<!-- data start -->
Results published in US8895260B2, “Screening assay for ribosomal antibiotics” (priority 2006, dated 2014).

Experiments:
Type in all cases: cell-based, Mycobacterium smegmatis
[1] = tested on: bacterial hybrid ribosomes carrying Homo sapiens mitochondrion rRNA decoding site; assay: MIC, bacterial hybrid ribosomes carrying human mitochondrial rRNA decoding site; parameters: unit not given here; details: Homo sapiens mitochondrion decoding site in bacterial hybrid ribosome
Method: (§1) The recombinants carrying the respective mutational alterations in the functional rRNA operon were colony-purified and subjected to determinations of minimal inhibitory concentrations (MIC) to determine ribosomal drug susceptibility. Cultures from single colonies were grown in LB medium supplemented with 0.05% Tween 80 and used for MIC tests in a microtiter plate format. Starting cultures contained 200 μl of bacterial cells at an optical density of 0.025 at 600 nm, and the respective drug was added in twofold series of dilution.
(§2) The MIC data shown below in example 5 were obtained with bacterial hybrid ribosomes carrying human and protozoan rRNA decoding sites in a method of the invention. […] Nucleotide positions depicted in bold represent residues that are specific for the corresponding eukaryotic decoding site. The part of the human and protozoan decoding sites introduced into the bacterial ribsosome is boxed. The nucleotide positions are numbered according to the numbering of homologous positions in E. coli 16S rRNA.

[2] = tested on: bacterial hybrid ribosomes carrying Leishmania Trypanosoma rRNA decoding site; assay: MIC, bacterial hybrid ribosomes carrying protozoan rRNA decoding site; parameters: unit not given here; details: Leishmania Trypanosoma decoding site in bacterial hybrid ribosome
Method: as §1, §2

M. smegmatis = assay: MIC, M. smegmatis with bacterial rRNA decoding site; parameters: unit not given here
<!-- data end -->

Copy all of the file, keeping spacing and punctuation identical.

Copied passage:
Results published in US8895260B2, “Screening assay for ribosomal antibiotics” (priority 2006, dated 2014).

Experiments:
Type in all cases: cell-based, Mycobacterium smegmatis
[1] = tested on: bacterial hybrid ribosomes carrying Homo sapiens mitochondrion rRNA decoding site; assay: MIC, bacterial hybrid ribosomes carrying human mitochondrial rRNA decoding site; parameters: unit not given here; details: Homo sapiens mitochondrion decoding site in bacterial hybrid ribosome
Method: (§1) The recombinants carrying the respective mutational alterations in the functional rRNA operon were colony-purified and subjected to determinations of minimal inhibitory concentrations (MIC) to determine ribosomal drug susceptibility. Cultures from single colonies were grown in LB medium supplemented with 0.05% Tween 80 and used for MIC tests in a microtiter plate format. Starting cultures contained 200 μl of bacterial cells at an optical density of 0.025 at 600 nm, and the respective drug was added in twofold series of dilution.
(§2) The MIC data shown below in example 5 were obtained with bacterial hybrid ribosomes carrying human and protozoan rRNA decoding sites in a method of the invention. […] Nucleotide positions depicted in bold represent residues that are specific for the corresponding eukaryotic decoding site. The part of the human and protozoan decoding sites introduced into the bacterial ribsosome is boxed. The nucleotide positions are numbered according to the numbering of homologous positions in E. coli 16S rRNA.

[2] = tested on: bacterial hybrid ribosomes carrying Leishmania Trypanosoma rRNA decoding site; assay: MIC, bacterial hybrid ribosomes carrying protozoan rRNA decoding site; parameters: unit not given here; details: Leishmania Trypanosoma decoding site in bacterial hybrid ribosome
Method: as §1, §2

M. smegmatis = assay: MIC, M. smegmatis with bacterial rRNA decoding site; parameters: unit not given here